New week, new back to back episodes of None of the Above, and a new quiz for you. WARNING: Last week, I let you off easy, asking silly questions about Tim Shaw and his proverbial funky bunch. This week, we’re stepping it up a little. That’s right, it’s time to test your science-trivia knowledge for realsies. Maybe you’ll feel good about yourself for knowing the answers. Maybe you’ll learn something new. Or maybe you’ll just feel stupid at the end. Don’t worry, you’re not stupid. You just need to read more. And no, “reading the internet” doesn’t count.
In the first of this week’s episodes – “Raining Fire” – Tim does something that almost certainly broke the hearts of a thousand frat boys; he incinerates 5000 ping pong balls.
The gist of this demonstration is that if you’re ever short on lighter fluid at your next barbeque, break up the game of beer pong for the greater good. Even newspaper, my traditional fallback, doesn’t hold a flame (HAH!) to the little bouncy orbs. So what’s the deal?
Ping pong balls are made out of celluloid and celluloid – because of its high oxygen content – is crazy flammable. Even cooler, it leaves almost no ash. (Pro tip: use ping pong balls for all of your secret correspondence.) Of course, back in the late 19th and early 20th centuries, they made pretty much everything out of the stuff: toys, picture frames, jewelry, hatpins, poorly conceived fire extinguishers (j/k on that last one). It was notorious as motion picture film, often bursting into flames thanks to being constantly bombarded with heat from a projector. Despite all this, celluloid’s better qualities make it invaluable in the manufacture of WHAT:
A) Running shoes
B) Tattoo ink
D) Bicycle seats
The answer is C) Accordions. Celluloid is both malleable and has excellent acoustic properties, making it vital to the manufacture of musical instruments, especially accordions. So next time you’re jamming out to Weird Al Yankovic, thank celluloid. Also, don’t smoke while playing the accordion.
The next NOTA episode – “Big Bangs” – really lives up to its name. Among the “bangs,” we get an explosive can of beans, the magic of a Prince Rupert’s drop, and good old dynamite.
The Prince Rupert’s drop is craze-mazing. If you watched the show, you know that it’s made by dripping molten glass into cold water; the result is a glass tadpole. OR SPERM. There, I said it. It looks like a glass sperm. Now that the giggling (mine) has subsided, back to Prince Rupert’s drop. The glass bulb can be hammered on, squeezed, and whacked without so much as a chip. However, one little tweak of the tail and–
Shatter city. This is attributable to the large amount of stored energy in the structure due to the rapid outer cooling and resulting residual stress. But who invented this thing in the first place? Prince Rupert? Eh, not so much. Was it:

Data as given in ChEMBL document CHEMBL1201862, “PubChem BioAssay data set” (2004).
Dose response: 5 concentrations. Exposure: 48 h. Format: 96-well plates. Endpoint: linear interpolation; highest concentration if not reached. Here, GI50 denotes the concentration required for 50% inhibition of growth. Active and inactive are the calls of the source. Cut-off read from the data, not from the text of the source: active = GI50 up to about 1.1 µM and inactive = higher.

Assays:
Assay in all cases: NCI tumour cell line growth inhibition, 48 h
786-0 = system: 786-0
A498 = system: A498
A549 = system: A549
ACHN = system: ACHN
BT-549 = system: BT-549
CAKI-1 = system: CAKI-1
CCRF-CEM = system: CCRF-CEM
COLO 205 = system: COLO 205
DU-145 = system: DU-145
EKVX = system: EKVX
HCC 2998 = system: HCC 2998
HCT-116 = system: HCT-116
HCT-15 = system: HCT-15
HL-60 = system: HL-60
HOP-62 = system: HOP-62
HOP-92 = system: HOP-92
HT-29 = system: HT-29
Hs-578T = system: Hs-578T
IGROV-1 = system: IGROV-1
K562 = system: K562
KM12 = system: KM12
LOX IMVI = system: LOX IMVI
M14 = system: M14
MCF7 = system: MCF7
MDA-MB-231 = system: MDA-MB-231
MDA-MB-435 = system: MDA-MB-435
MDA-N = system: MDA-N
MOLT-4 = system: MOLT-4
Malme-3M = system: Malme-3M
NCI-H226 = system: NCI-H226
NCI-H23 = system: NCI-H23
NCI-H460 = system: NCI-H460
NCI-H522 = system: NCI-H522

A) Margaret Cavendish, Duchess of Newcastle, poet, and scientist
B) some Dutch person
C) Robert Hooke, scientist and author of Hooke’s Law
D) j/k it was totes Prince Rupert
Survey says? B! Apparently! While the glass novelties can be definitively traced to Northern Germany (the Mecklenburg region to be specific) they were known in the 17th century as “Dutch tears,” suggesting the drops originated further to the west. And let’s face it, the closest we’ll get is some rich guy who bought one for his friends and took sole credit for its discovery. Oh wait, that already happened.
Wrapping up today, I want to talk about the bit of alchemy Tim pulls with two extremely skeptical antique dealers. When he shows them his zinc-plated copper band they are just so unimpressed. He then heats it up, rapidly cools it in some coffee, and creates a brass-plated band. The antique dealers still look ready to throw him into the street. The real bit of magic is how Tim transforms the ladies from mildly annoyed to actively annoyed to physically recoiling. It’s a good bit of fun to see a charismatic and confident TV host make absolutely no progress with a couple of people who just don’t have time for this.
Anyway, brass. Brass comes in differing ratios of copper to zinc, and thusly displays variable qualities. One such ratio (75% copper/25% zinc) is known as Prince’s Metal and has been used as:
B) Buttons… and ONLY buttons
D) Imitation gold
While Prince’s Metal has probably found it’s way into A, B, and C, it’s mostly widely known as D) imitation gold. Fun fact: it’s named after Prince Rupert…the very same Prince Rupert with the drops! C’mon Tim, where were you on that one?
Calculate Your Score
0 Correct – that’s OK, I had to look up the answers as well
1 Correct – please don’t touch my wrist, I don’t want your brass trinkets
2 Correct – you’re rising like a can of beans
3 Correct – just like gasoline in the last demonstration of “Big Bangs”, you finally won something
Don’t miss new episodes of None of the Above Mondays at 10 and 10:30 on the National Geographic Channel.